Packing for any kind of trip can be a bit stressful. You’re considering a number of things, like what to bring, what the weather might be like, how many pairs of underwear you need, and much more. Any traveler who is set to go on a backpacking adventure knows these concerns and questions all too well.
Sometimes packing can give you a sense of excitement, as well as a frightening feeling of the unknown. Each trip, even a long car trip, can become an opportunity to improve yourself, think about the future, but you’ll need to pack first.
Whether you are packing a large duffel bag or a backpack, the basics are simple. The following are a few packing essentials you can use to pack like a champ for your next backpacking trip. Let’s dive in!
1. Make Gear Easy To Get To
Think about all your gear when you pack. Ask yourself what you would need today, and what you don’t you need. Make your life easier by putting the items that you need in locations that are easy to unzip and get to.
Things like your water bottle, ballcap, sunscreen, raincoat, toiletries, little snacks, and even drawstring bags for day trips should be higher up or in a separate pocket that’s easily accessible. Sleeping bag, pajamas, and dirty clothes would be best placed at the bottom.
You won’t need them until you are well down the road. A little future planning and you won’t need to rummage around your dirty clothes if you need your raincoat when it suddenly rains.
2. Make Sure You Can Walk Straight
Balancing your pack is vital. If you have 30 pounds of gear stuffed in your pack, where do you want the weight in order to be comfortable and walk straight? Top, bottom, or evenly distributed? The correct answer is actually all of the above.
Your pack’s weight needs to be distributed to make it seem like your pack is an add-on to your physical body. More importantly, keep your physical frame in mind. Try to place the heavy items centered in the pack, which is closest to your back, and the part on top your hips and beneath your shoulder blades.
That’s where the heaviest items should be. If there’s too much weight at the top, you might have a hard time walking, since your pack will seem much heavier.
3. Compress For More Room
Make sure that your gear is compressed in your bag. If straps are hanging out, then tighten them. If you have compression sacks, use them for your sleeping bag or clothes. You will find more room for more stuff, and it will be easier to fit the bag into tight squeezes, like overhead luggage compartments when flying around the world. This is excellent, because checking luggage is always a toss up.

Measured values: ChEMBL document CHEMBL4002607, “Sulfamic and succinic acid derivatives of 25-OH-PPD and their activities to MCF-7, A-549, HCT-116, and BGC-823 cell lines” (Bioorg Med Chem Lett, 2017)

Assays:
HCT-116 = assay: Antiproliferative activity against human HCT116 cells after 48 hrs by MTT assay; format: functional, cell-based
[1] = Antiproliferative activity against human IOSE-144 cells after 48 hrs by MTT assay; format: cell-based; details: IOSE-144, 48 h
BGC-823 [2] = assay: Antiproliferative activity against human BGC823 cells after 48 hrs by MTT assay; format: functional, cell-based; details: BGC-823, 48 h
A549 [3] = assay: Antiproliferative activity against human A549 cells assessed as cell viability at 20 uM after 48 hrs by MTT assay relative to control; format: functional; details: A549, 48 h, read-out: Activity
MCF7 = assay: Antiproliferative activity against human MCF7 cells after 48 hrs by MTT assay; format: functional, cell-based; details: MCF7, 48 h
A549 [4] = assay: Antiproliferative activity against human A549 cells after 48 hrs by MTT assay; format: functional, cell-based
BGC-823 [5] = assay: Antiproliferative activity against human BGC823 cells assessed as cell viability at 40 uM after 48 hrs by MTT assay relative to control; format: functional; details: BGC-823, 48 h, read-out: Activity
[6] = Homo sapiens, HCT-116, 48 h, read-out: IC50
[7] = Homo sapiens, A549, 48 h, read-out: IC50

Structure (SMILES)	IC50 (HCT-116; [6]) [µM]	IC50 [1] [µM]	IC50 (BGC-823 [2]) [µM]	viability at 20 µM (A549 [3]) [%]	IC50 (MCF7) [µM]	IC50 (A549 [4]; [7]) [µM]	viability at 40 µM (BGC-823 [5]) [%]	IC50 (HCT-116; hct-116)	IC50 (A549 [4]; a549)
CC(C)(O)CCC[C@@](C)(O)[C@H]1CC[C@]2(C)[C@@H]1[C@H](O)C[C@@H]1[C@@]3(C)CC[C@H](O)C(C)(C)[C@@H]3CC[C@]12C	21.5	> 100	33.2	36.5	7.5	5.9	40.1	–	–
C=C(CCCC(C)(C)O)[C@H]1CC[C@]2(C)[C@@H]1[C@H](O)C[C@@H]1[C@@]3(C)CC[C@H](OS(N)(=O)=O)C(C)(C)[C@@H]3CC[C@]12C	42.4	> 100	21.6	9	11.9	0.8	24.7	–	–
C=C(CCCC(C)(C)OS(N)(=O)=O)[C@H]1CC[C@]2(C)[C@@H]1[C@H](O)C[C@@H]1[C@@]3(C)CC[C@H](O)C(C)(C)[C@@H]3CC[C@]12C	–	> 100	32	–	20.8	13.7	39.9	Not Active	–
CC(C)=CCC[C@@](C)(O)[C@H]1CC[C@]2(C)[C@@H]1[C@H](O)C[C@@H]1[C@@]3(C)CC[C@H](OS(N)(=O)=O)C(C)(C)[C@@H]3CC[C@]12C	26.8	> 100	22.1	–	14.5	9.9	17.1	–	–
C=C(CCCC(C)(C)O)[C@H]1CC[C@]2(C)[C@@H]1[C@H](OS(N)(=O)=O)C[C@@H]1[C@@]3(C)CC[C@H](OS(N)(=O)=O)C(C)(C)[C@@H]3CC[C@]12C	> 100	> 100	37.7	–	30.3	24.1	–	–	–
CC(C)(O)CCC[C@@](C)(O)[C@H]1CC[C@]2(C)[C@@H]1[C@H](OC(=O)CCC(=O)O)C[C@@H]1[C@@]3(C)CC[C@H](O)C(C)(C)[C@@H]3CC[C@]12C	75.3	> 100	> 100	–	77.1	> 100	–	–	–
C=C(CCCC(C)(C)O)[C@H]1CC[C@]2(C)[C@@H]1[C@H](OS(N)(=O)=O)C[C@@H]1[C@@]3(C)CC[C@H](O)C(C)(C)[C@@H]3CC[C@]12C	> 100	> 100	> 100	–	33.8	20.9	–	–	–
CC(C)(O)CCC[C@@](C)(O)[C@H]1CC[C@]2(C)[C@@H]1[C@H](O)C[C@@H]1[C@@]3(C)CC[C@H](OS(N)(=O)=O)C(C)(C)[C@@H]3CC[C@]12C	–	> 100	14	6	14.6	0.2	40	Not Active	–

4. Fill The Holes In Your Pack
Each space in your backpack should be occupied. If there’s a small space that needs to be filled, fill it. Place socks in that spot, or maybe a shirt or two. You don’t even have to fold these clothes nicely, just stuff it all in the open space to make sure all of the pack area is used. Since space is limited you want to be as efficient as possible.
Filling in the holes is also a great way to distribute more weight evenly. This will help you stay up straight and keep your back from hurting if you are going on a long hiking adventure.
5. Secure All Your Gear Inside Your Backpack
Be sure to pack every and all items inside your bag. Your favorite water bottle strapped outside might fall off, and that expensive quick drying towel tied outside might not make it through the luggage check.
If packing smart is what you want to do, all of your gear needs to have a specific purpose, so losing one would result in big time problems. This is also good if you are moving a lot outdoors, like traveling in a jungle perhaps, ensuring you keep your gear safe from the elements you can’t control.
“Packing” Up . . .
There are plenty of ways on how you can pack and everyone would be able to develop their own packing systems. Simple tips on how to organize your gear include playing around. Try to practice packing. Take as many trips as you can and travel with your packing gear. Each trip will show you which you should do again and which you should change. Once you’ve learned enough you’ll see that packing is really not that difficult. What are your top packing tips?